More stroke cases in S'pore in 2018: How do I prevent stroke and what should I look out for?

In Singapore, stroke is the fourth-most common cause of death, with the number of stroke cases expected to increase as the population ages. PHOTO: ST FILE

SINGAPORE - Stroke is the fourth-most common cause of death in Singapore.

As the world celebrates World Stroke Day this month on Oct 29, here are some facts about this deadly silent killer and what can be done to prevent it.

What is stroke?

- Occurs when there is a disruption of blood supply to a part of the brain, resulting in damage to that area.

- Two main types:

1) Ischaemic stroke: Occurs when blood flow to the brain is obstructed by a clot. It is more common, contributing to about 80 per cent of stroke cases.

2) Haemorrhagic stroke: Occurs when there is bleeding in the brain, often due to rupture/bursting of a blood vessel. It is less common, making up the remaining 20 per cent of stroke cases.

How prevalent is stroke?

- Globally, stroke is a leading cause of death and disability, with 116 million years of healthy life lost each year to the disease. One in four adults over the age of 25 will suffer from a stroke in their lifetime.

- In Singapore, stroke is the fourth-most common cause of death. Latest data showed that there were about 8,300 stroke cases admitted to public hospitals in 2018, an increase of 5 per cent from 2017.

- The number of stroke cases is expected to increase in Singapore as the population ages. The number of Singaporeans aged 65 and above is estimated to almost double by 2030, making up a quarter of the population.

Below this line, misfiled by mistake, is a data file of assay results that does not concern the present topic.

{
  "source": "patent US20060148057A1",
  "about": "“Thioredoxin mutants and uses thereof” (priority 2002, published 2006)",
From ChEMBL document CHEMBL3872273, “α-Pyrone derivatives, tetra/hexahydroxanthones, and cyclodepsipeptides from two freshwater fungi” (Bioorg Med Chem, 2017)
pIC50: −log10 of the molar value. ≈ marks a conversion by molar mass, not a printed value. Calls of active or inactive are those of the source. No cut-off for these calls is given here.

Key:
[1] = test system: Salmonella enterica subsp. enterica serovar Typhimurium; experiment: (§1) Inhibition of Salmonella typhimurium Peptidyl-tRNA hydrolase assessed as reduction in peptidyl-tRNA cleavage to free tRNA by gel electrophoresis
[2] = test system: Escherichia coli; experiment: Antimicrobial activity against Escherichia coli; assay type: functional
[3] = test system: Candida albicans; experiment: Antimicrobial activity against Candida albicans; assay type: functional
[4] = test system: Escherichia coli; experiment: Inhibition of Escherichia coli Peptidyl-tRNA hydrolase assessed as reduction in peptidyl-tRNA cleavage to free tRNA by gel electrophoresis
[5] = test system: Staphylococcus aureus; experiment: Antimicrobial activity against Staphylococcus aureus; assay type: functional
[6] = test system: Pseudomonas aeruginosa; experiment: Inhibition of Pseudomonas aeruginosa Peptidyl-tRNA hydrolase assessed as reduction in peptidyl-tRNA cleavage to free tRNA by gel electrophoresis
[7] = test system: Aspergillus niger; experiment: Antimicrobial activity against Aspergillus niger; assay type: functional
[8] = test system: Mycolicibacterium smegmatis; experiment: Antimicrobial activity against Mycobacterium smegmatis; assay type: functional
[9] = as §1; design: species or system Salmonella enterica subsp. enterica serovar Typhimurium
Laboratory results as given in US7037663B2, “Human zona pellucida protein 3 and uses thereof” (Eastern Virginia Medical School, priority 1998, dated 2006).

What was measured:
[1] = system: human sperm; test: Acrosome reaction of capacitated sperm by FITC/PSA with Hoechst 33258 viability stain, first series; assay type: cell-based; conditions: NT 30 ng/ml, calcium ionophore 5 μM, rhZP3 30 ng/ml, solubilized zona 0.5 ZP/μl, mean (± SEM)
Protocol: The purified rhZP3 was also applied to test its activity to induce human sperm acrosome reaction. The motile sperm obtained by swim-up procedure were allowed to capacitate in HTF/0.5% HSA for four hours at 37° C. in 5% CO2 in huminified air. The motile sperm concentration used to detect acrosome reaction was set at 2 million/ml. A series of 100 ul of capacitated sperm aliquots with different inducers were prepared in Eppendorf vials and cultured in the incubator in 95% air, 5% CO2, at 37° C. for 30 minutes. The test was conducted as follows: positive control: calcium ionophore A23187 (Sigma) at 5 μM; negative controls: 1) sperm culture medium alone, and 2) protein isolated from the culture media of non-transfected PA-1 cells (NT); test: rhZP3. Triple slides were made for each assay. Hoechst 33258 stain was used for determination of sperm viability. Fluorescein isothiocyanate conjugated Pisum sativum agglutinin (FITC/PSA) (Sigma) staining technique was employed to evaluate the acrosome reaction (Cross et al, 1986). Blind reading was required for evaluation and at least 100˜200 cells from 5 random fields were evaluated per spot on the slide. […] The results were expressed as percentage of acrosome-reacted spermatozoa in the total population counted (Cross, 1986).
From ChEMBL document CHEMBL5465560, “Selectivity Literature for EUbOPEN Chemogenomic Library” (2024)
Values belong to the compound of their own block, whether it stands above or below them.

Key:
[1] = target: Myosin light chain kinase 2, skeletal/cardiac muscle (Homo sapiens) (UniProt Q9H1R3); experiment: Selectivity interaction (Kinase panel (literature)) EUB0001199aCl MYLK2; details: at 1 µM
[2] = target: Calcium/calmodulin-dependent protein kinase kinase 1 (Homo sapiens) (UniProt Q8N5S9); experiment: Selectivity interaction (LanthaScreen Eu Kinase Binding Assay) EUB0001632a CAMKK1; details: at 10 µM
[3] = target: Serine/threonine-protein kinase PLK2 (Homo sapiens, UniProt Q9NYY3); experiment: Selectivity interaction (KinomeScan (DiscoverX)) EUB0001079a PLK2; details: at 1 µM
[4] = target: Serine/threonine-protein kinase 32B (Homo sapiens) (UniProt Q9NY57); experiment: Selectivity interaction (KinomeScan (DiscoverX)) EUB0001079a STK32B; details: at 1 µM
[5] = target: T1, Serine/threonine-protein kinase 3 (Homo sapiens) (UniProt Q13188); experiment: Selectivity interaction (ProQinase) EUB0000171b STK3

How do I prevent stroke?

- An unhealthy lifestyle results in a 66 per cent increased risk of stroke; 80 per cent of cases are preventable through lifestyle modifications.

- In Singapore, the five most common risk factors are: hypertension (high blood pressure), high blood cholesterol, diabetes, smoking and atrial fibrillation (irregular heartbeat).

- Other risk factors that are modifiable include obesity, low physical activity, depression and high alcohol intake.

- Risk factors which cannot be modified include:

1) Age: The risk doubles every 10 years after age 55.

2) Gender: Men have a higher risk. The risk in women increases after menopause.

3) Family history.

4) Previous history of stroke.

What can I do to minimise the risk?

1) Have a healthy lifestyle:

- Quit smoking and limit your alcohol intake - no more than two standard drinks for men and one standard drink for women a day.

- Have a healthy diet that is low in fat and rich in fruits, vegetables and whole grain.

- Exercise regularly. Aim for at least 150 minutes of moderate physical activity every week.

- Keep a healthy weight, with a body mass index of 18.5 to 22.9.

2) Have a good control of medical conditions like high blood pressure, high cholesterol and diabetes.

3) Go for regular health screening.

What are the warning signs of stroke?

- Call 995 if you see these signs of a stroke, known by the acronym FAST.

1) F: Face weakness

Does one side of the face droop? Ask the person to smile. Is the person's smile uneven or lopsided?

2) A: Arm weakness

Ask the person to raise both arms. Can they raise both arms and keep them up?

3) S: Speech difficulty

Does the person's speech sound slurred or unclear?

4) T: Time to act fast

If you observe or experience any of these signs, rush to the hospital immediately.

How can stroke be managed?

- Treatment depends on the cause of stroke.

- For ischaemic stroke, the clot may be dissolved by giving medicine intravenously, or is removed mechanically, otherwise known as endovascular treatment.

- Haemorrhagic stroke is usually treated with surgery or endovascular therapy.

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